Chris Eisenstadt is a US citizen who has been living in Northern Ireland. He is also a member of the Ulster Unionist Party. Here he considers the controversy over Sammy Wilson’s engagement captured by BBC reporter, Conor Spackman.
Northern Ireland isn’t a racist place. Sure, it has issues with racism, and a few racists live here, but fundamentally it isn’t a place where racism is part of the fabric of society. It isn’t a place where causal, ignorant and lazy assumptions or accusations about a person’s ethnicity are socially acceptable by and large.
This has been my experience living in Northern Ireland since 2001.
My name is Christopher Eisenstadt, and I’m Jewish. I’m not a practising Jew, I don’t eat kosher or go to Synagogue on Saturdays, but ethnically I am Jewish. In the past, my name and genetics have been more than enough “reason” for anti-Semitic comments. The people that said those things didn’t seem interested that my reading of Hebrew is pretty poor. It was enough that I was “an ethnic”.
I’m also an American – at least, half-American.
Why does Sammy Wilson’s reaction to these views being expressed to him bother me? Obviously, they are suggestive of a deeper seated ignorance. But that isn’t the reason. I can live with the fact that there are people out there who will hate me because of what, or who I am.
Because I am Jewish, or because I am from the USA or because I am a Unionist. I’m an adult, and I can handle the fact that racists, bigots and sectarians exist.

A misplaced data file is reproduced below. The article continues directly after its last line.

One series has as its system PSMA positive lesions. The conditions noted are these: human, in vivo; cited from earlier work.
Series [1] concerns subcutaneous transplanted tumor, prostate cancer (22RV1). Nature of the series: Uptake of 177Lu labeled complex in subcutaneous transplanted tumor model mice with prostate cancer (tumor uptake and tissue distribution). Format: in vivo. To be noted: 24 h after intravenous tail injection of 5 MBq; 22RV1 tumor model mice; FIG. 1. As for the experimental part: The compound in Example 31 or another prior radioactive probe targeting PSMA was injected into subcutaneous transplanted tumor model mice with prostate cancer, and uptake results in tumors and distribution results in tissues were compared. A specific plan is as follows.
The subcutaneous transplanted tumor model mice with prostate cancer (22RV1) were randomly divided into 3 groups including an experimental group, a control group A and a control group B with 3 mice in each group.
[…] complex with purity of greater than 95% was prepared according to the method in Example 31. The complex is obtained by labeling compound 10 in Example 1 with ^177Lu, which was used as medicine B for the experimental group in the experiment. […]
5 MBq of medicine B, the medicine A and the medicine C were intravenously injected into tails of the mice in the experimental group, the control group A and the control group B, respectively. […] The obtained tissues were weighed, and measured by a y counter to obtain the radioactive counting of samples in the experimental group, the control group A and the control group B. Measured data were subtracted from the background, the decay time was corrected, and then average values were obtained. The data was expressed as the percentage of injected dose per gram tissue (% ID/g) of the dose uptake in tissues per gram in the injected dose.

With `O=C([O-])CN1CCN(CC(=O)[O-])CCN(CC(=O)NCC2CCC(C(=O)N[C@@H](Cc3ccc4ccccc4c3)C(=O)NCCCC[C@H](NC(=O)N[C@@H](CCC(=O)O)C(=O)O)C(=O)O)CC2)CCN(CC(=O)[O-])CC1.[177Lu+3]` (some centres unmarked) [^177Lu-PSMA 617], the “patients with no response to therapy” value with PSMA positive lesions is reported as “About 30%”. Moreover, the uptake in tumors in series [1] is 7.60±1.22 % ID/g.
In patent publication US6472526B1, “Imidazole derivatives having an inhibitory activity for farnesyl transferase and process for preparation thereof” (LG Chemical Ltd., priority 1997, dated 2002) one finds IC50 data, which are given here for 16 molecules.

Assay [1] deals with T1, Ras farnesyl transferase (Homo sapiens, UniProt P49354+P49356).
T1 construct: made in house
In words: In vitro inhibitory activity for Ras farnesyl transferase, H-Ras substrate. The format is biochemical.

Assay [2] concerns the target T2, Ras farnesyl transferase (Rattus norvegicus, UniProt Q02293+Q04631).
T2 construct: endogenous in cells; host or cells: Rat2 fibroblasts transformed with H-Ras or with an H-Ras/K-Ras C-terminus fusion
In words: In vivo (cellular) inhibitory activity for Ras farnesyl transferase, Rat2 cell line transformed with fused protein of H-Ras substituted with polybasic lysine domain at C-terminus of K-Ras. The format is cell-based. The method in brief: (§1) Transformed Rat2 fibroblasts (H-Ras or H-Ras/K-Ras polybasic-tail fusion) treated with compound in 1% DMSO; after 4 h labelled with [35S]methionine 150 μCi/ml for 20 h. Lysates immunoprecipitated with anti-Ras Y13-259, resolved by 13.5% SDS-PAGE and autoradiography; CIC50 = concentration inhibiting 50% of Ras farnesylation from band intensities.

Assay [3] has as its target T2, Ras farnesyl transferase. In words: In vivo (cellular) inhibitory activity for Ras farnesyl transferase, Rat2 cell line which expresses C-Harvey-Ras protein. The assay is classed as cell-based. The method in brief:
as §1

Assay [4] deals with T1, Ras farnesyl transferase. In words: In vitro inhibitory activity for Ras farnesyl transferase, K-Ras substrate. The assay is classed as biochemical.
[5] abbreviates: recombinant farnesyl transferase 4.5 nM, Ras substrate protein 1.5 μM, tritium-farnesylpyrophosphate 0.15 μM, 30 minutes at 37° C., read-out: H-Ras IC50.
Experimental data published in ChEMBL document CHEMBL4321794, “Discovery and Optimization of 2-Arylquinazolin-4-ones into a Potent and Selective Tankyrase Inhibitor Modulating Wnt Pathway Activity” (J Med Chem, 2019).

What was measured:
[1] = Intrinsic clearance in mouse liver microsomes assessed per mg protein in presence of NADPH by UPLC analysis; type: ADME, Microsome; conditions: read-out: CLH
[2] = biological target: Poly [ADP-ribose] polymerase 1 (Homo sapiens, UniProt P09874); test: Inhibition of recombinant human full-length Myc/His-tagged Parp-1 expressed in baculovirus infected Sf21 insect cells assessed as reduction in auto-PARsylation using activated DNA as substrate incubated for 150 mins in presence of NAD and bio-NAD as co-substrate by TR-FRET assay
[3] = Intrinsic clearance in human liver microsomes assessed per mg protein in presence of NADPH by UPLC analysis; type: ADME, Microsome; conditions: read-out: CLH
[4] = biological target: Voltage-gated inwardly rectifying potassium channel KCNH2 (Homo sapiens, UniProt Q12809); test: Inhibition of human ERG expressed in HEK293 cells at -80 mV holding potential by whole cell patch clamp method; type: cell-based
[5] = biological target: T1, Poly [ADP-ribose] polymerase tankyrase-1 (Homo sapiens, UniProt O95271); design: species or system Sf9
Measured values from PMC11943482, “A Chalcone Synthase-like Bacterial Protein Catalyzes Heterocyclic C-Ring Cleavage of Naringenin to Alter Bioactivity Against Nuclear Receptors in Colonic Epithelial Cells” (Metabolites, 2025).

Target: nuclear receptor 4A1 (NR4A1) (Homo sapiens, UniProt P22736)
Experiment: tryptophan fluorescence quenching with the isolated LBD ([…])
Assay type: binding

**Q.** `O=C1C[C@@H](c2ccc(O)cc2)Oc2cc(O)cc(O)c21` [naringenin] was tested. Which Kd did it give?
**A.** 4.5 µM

Of course, Sammy Wilson did not make the comments himself. This is a key point to understand, his mistake, in my view, was not saying something bigoted.
His failure was the lack of leadership shown in that pivotal moment. He had an opportunity, as well as a responsibility to not acquiesce or ignore those comments.
Sammy Wilson may well comment that he doesn’t agree with the idea that “ethnics” ought to be “put out”. In subsequent interviews, he doesn’t deny hearing it, and therefore he ought to have challenged those views. Certainly, he is keen to point out his credentials with ethnic minorities.
As an MP, as a politician, and frankly, as a decent human being it is beholden upon him to defy these views when he encounters them.
He has the power to do so – unlike many who face racism alone, or in positions of weakness in society. He can call someone out for saying something so hateful with little personal risk. A young Filipino nurse walking home after a nightshift, set upon by those who “want the ethnics out” doesn’t have that luxury.
He has never proven himself to be shy about expressing his views before – even when those are out of step with science, politeness or reason. It strikes me as odd, therefore, that he would fail to question such loathsome comments when they are presented to him. There is a reasonable expectation that he will do so – every single time he hears them.
If that is the case, he also needs to clarify who he means by “ethnics”. Do I count? Does my father? What about the EU citizens who work in Northern Ireland? The Poles? The Germans?
Sammy Wilson should do the right thing and apologise for not challenging those views when expressed to him. They were offensive and by failing to apologise for his inaction he gives comfort to those who hold those views.
As I said at the start, Northern Ireland is not a fundamentally racist place. The people here have welcomed me, and made me feel at home. Where there have been isolated incidents of racism or bigotry directed at me, there has always been a number of people keen to step up and denounce it. What we must take care with, is that our representatives share those values.
Sammy Wilson’s actions suggest that he does not. If he is allowed to simply brush it off, or ignore it, it sets a poor precedent. “Ethnics” are welcome in Northern Ireland. I think we ought to make sure everyone else knows it.